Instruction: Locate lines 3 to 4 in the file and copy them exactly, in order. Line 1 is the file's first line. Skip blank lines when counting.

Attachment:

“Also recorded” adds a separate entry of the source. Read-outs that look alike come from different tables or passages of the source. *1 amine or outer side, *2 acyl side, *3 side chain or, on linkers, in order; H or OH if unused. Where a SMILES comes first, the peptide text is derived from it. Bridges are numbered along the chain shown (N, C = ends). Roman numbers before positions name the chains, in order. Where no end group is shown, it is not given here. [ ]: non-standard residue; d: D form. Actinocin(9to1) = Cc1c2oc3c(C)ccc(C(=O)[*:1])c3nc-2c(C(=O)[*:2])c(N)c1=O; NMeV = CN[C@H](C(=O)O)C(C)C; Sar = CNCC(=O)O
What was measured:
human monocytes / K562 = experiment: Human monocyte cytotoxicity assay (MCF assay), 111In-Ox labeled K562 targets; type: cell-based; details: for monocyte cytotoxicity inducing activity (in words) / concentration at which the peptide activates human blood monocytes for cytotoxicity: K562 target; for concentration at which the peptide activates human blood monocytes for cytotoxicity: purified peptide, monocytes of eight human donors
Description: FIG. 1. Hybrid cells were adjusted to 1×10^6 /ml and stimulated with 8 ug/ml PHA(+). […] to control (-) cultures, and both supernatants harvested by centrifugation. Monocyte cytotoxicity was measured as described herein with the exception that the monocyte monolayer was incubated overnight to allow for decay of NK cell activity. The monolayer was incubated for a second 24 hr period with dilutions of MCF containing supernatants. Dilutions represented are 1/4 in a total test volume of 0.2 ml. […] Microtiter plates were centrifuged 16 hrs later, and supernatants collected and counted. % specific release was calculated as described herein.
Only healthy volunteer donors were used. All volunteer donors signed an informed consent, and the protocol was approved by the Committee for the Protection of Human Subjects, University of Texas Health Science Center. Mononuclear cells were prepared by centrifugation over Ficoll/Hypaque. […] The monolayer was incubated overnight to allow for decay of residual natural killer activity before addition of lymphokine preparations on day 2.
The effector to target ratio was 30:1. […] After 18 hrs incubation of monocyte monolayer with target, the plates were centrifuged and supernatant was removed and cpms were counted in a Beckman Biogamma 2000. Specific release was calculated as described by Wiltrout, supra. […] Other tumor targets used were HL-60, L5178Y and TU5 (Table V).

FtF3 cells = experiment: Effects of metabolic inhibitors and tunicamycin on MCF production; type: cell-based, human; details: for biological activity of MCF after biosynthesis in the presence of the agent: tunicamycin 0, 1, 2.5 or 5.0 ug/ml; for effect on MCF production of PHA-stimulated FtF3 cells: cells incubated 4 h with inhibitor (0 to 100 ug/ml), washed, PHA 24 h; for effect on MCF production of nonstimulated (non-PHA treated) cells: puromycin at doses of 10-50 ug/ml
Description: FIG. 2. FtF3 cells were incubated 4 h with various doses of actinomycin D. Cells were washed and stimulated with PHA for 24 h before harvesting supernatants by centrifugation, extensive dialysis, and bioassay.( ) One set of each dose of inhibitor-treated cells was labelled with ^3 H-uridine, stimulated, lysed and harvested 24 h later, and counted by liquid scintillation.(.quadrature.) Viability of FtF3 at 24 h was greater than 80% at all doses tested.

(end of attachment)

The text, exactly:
human monocytes / K562 = experiment: Human monocyte cytotoxicity assay (MCF assay), 111In-Ox labeled K562 targets; type: cell-based; details: for monocyte cytotoxicity inducing activity (in words) / concentration at which the peptide activates human blood monocytes for cytotoxicity: K562 target; for concentration at which the peptide activates human blood monocytes for cytotoxicity: purified peptide, monocytes of eight human donors
Description: FIG. 1. Hybrid cells were adjusted to 1×10^6 /ml and stimulated with 8 ug/ml PHA(+). […] to control (-) cultures, and both supernatants harvested by centrifugation. Monocyte cytotoxicity was measured as described herein with the exception that the monocyte monolayer was incubated overnight to allow for decay of NK cell activity. The monolayer was incubated for a second 24 hr period with dilutions of MCF containing supernatants. Dilutions represented are 1/4 in a total test volume of 0.2 ml. […] Microtiter plates were centrifuged 16 hrs later, and supernatants collected and counted. % specific release was calculated as described herein.